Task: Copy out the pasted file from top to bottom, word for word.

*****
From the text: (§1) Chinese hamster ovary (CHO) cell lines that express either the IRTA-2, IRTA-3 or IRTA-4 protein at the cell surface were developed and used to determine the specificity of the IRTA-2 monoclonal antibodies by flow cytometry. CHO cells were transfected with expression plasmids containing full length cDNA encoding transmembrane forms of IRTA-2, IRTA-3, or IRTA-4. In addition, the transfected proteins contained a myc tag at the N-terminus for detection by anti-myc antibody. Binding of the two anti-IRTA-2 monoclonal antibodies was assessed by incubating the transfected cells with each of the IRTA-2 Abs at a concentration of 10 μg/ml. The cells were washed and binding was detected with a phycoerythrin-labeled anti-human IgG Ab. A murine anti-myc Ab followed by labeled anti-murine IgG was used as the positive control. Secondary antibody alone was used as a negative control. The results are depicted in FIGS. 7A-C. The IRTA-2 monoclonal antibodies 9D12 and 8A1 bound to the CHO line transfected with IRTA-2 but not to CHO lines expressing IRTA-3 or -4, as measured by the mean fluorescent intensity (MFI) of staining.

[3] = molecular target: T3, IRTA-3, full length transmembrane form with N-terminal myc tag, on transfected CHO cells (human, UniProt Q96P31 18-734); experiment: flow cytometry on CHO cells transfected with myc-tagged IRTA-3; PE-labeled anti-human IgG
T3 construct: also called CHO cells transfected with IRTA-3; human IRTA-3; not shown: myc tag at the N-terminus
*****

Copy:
From the text: (§1) Chinese hamster ovary (CHO) cell lines that express either the IRTA-2, IRTA-3 or IRTA-4 protein at the cell surface were developed and used to determine the specificity of the IRTA-2 monoclonal antibodies by flow cytometry. CHO cells were transfected with expression plasmids containing full length cDNA encoding transmembrane forms of IRTA-2, IRTA-3, or IRTA-4. In addition, the transfected proteins contained a myc tag at the N-terminus for detection by anti-myc antibody. Binding of the two anti-IRTA-2 monoclonal antibodies was assessed by incubating the transfected cells with each of the IRTA-2 Abs at a concentration of 10 μg/ml. The cells were washed and binding was detected with a phycoerythrin-labeled anti-human IgG Ab. A murine anti-myc Ab followed by labeled anti-murine IgG was used as the positive control. Secondary antibody alone was used as a negative control. The results are depicted in FIGS. 7A-C. The IRTA-2 monoclonal antibodies 9D12 and 8A1 bound to the CHO line transfected with IRTA-2 but not to CHO lines expressing IRTA-3 or -4, as measured by the mean fluorescent intensity (MFI) of staining.

[3] = molecular target: T3, IRTA-3, full length transmembrane form with N-terminal myc tag, on transfected CHO cells (human, UniProt Q96P31 18-734); experiment: flow cytometry on CHO cells transfected with myc-tagged IRTA-3; PE-labeled anti-human IgG
T3 construct: also called CHO cells transfected with IRTA-3; human IRTA-3; not shown: myc tag at the N-terminus